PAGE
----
Musical modernism can be seen as the time where music emerges its liberty from Romantic era style -that started in the late nineteen century to end of the Second World War- and gains new ideas and freedom. With the political turmoil and chaos that took over the European countries, -that lured countries into the First World War- composers and artists started to find, create more and new ways to express themselves. They eagerly began to discover the art of Eastern countries with the hope of finding new ways of expression. The changes in tonality, irregular rhythms, tone clusters, distressed and antagonistic melodies, the expressionist, abstract, unusual ideas over powers the music, the traditional structures recreated or composed with unusual techniques and music gains Non-Western elements. Therefore 20th Century Music shows its rebellion from Romantic era –and any other era in fact- and earns itself the name ‘The Modern era “ and a new importance through this movement in the history. In addition, with the modernist movement, music obtained more interest as a subject that it never had before.
“I wanted from music a freedom which it possesses perhaps to a greater degree than any other art, not being tied to a more or less exact reproduction of Nature but to the mysterious correspondences between Nature and Imagination”
Claude Debussy (1902)
Roughly from the 1900’s, the music started to obtain a big role in people’s life with its new aspects and it was not only made to please the listeners but carried meanings about life itself. With the modernist movement emotions other than love, anger and joy has started to be portrayed more securely and concisely. Composers like Claude Debussy, Igor Stravinsky and Arnold Schoenberg are very well known supporters of the Modern era with the pieces they composed.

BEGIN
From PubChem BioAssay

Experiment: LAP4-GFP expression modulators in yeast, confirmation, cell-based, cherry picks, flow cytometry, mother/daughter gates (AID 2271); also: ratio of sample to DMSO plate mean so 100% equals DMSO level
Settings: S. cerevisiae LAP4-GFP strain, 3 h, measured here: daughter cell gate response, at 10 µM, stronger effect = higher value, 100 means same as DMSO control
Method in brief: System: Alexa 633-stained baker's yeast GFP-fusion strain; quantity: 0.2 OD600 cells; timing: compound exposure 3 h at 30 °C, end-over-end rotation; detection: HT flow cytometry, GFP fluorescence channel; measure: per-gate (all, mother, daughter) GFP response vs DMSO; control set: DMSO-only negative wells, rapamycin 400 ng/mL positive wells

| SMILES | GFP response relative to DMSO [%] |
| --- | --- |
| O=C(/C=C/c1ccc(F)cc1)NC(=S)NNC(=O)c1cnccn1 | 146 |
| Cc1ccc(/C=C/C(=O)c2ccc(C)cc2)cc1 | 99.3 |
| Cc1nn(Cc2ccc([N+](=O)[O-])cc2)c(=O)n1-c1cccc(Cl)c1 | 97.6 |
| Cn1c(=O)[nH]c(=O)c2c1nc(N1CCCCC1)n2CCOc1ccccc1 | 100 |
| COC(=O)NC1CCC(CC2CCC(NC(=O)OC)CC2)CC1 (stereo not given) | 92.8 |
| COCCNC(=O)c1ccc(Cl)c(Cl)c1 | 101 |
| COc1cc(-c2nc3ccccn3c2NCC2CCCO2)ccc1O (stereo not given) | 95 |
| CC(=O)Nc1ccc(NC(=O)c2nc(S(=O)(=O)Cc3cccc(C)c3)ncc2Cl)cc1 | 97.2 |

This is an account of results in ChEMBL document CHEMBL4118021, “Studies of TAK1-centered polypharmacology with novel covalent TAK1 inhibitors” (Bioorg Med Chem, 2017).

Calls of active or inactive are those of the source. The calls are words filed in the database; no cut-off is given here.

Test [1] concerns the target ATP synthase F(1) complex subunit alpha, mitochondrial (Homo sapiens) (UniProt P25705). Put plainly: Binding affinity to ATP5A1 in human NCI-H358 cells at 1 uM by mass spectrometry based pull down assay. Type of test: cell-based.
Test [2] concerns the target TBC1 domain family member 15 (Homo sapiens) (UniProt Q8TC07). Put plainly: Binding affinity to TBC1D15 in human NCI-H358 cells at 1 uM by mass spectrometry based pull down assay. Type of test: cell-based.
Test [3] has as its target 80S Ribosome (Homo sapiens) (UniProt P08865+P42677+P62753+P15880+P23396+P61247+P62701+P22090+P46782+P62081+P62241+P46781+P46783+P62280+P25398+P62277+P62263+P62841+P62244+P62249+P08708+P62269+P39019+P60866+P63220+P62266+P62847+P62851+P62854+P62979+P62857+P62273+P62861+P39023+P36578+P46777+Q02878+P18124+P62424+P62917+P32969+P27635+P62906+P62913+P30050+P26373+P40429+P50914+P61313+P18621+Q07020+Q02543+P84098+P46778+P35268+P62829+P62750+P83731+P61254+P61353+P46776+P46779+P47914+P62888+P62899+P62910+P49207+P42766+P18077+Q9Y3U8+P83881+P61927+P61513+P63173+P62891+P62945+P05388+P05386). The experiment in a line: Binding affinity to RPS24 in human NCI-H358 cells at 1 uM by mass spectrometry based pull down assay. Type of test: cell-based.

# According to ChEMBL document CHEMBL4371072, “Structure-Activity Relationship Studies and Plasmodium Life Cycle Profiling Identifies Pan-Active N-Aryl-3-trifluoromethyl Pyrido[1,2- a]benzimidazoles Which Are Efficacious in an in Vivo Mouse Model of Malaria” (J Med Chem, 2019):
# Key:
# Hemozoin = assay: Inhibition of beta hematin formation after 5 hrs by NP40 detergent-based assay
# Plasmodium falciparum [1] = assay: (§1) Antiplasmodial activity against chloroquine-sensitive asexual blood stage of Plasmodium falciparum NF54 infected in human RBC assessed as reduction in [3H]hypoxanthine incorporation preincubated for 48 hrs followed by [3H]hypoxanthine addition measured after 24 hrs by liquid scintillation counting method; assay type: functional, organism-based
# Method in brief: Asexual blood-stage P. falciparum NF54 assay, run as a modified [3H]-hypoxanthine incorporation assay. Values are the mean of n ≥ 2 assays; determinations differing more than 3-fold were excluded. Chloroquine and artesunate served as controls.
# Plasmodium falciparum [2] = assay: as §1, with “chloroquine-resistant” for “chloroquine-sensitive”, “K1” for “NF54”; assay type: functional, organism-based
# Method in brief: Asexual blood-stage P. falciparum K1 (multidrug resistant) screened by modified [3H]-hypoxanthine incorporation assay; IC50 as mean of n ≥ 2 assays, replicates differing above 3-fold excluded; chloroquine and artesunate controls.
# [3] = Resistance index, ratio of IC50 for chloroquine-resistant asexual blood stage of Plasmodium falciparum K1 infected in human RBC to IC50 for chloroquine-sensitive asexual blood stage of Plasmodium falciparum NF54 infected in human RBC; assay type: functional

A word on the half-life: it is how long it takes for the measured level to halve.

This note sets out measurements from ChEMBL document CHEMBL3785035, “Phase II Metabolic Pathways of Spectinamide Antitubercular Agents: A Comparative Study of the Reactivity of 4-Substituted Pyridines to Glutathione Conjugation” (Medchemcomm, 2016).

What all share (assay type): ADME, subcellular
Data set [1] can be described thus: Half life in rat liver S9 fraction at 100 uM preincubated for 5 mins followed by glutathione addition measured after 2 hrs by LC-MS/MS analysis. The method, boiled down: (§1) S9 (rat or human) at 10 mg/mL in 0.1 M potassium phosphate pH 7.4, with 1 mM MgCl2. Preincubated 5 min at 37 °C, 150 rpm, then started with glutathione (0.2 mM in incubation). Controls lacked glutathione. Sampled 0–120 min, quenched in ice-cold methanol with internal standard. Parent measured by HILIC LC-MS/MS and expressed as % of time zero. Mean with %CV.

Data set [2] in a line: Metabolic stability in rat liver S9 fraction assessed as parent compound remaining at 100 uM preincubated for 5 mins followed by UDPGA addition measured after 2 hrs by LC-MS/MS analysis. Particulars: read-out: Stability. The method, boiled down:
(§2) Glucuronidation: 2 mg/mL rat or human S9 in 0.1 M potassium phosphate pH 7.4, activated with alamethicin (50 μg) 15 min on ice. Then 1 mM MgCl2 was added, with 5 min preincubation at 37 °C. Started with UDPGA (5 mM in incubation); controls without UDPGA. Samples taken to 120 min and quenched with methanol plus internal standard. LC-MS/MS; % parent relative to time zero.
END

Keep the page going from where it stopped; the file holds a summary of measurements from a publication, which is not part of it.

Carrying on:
Claude Debussy, the composer who was considered by many as the dominant figure of the translation from Romantic era to Modern era, born in 22 August 1962 and died at 25 March 1918 in Paris. With his first piano lessons, his teachers discovered his unusual talent of ‘playing out of the boundaries.’ After his dream, becoming a piano virtuoso sink, he leaned more on to his composing skills.
At 1889, he attended the Paris International Exposition, where he discovered the wondrous colours of Asian music that picked up his interest. He was also fascinated by the pieces composed by the Russian composers Modest Petrovich Mussorgsky, Nikolai Rimsky-Korsakov and Alexander Borodin, therefore he was lured in to the folk music of Russia soon after.
In later years following his graduation, after composing his ‘Suite Bergamasque’ for piano, he found himself in the impressionist art movement with fellow composers -like Maurice Ravel- because of the link French music had with the paintings of Claude Monet, Edgar Degas, Van Gogh and other modern, like-minded artists, even though he stated that he never felt connected to the movement with the words,